ATO to extend compliance relief for NALI
The ATO is set to extend its transitional compliance approach in PCG 2020/5 for non-arm’s length expenditure of a general nature for an additional year.
In an online update on its advice and guidance issue list, the ATO has announced that it would not be allocating compliance resources in the 2022-23 financial year to determine whether the non-arm’s length income provisions apply to all the income of the fund where it incurs non-arm’s length expenditure of a general nature on or before 30 June 2023.
The compliance relief provided in relation to non-arm’s length income under PCG 2020/5 was previously due to cease at the end of this month.
“The extension will provide the community with greater certainty on our administrative approach while we work on resolving the concerns of industry,” the ATO stated.
The ATO is set to release an updated version of PCG 2020/5 this Friday (10 June).
The ATO had previously indicated at the end of March that it would not be extending the compliance relief in PCG 2020/5 despite an announcement by the former Coalition government that it intended to make legislative changes to ensure the non-arm’s length expense provisions operate as envisaged.
ATO assistant commissioner, SMSF regulatory branch, Justin Micale previously stated in March that the ATO needed to administer the law as it currently stands, with the scope and the timing of any potential legislative change not clear.
It is understood that the newly elected Labor government also supports making changes to the operation of the non-arm’s length expense provisions and accepts that there are some onerous outcomes for “unintended misdemeanours”.
PCG 2020/5 was first issued back in May 2020 following the controversy of the Commissioner’s general expense nexus view.
The PCG was initially introduced for FY2019, FY2020 and FY2021 with a later amendment to provide that it also covered FY2022.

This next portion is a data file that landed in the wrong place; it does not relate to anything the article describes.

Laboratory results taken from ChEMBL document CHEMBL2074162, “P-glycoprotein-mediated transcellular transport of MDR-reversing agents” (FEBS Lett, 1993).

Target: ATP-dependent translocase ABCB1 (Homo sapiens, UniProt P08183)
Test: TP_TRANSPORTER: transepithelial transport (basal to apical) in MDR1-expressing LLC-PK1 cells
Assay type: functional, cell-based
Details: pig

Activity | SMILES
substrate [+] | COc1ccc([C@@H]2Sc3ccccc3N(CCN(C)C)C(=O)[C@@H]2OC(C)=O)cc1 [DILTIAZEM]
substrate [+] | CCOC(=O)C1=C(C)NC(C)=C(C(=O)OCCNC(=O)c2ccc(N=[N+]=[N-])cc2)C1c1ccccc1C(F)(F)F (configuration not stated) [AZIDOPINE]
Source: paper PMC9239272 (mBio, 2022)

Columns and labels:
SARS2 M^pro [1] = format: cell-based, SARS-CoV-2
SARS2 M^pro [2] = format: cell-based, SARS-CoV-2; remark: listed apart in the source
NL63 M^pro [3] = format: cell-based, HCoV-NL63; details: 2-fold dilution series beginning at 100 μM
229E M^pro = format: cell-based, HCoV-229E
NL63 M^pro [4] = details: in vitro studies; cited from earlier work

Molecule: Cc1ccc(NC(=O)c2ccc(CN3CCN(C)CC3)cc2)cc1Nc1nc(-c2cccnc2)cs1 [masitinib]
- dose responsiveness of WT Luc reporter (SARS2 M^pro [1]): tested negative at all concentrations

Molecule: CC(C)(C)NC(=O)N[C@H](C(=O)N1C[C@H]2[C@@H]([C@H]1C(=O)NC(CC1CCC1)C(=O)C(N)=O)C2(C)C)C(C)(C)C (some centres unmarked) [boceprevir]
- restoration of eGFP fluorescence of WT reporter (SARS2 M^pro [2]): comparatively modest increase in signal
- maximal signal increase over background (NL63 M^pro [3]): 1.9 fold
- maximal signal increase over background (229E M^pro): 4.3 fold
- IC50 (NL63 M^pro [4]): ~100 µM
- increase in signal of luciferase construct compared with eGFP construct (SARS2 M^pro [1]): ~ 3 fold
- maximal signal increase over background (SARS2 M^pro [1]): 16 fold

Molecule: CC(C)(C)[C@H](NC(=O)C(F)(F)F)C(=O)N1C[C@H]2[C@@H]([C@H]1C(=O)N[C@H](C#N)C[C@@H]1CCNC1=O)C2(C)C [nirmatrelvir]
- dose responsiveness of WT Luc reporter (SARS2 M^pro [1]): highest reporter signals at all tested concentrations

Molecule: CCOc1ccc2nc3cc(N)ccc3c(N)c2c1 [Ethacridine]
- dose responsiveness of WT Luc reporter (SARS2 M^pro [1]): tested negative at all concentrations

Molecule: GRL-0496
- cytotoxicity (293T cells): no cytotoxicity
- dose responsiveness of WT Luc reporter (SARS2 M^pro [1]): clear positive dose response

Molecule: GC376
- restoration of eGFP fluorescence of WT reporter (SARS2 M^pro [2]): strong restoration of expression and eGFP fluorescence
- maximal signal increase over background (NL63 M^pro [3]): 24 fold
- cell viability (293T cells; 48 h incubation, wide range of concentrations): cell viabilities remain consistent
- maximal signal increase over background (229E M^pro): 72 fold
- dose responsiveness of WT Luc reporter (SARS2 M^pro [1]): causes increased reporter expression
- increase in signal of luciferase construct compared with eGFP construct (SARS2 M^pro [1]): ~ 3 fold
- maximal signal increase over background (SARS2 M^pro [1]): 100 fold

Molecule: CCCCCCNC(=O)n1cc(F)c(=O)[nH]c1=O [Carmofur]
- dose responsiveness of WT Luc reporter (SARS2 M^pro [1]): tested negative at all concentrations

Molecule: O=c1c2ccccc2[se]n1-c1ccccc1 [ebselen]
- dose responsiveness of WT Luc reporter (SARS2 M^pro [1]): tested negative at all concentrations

DBA Lawyers senior associate Shaun Backhaus reminded SMSF professionals and trustees that the ATO’s administrative concessions provided in PCG 2020/5 are only relevant to a lower general expense that gives rise to NALI.
This means that where an SMSF purchases an asset at less than market value, this can result in all future income and capital gains from the asset being taxed as NALI, Mr Backhaus warned.
This latest announcement from the ATO provides some welcome temporary relief for the general expenses issues, he said.
“However, the ATO may still apply NALI if its usual compliance activities detect it. A legislative fix is therefore urgently needed,” he stated.
Advisers, he said, should take steps to minimise the risk of the NALI provisions applying and ensure appropriate documentation exists to confirm that all dealings are at arm’s length, particularly services that may give rise to a general expense risk.
Miranda Brownlee is the deputy editor of SMSF Adviser, which is the leading source of news, strategy and educational content for professionals working in the SMSF sector.
Since joining the team in 2014, Miranda has been responsible for breaking some of the biggest superannuation stories in Australia, and has reported extensively on technical strategy and legislative updates.
Miranda also has broad business and financial services reporting experience, having written for titles including Investor Daily, ifa and Accountants Daily.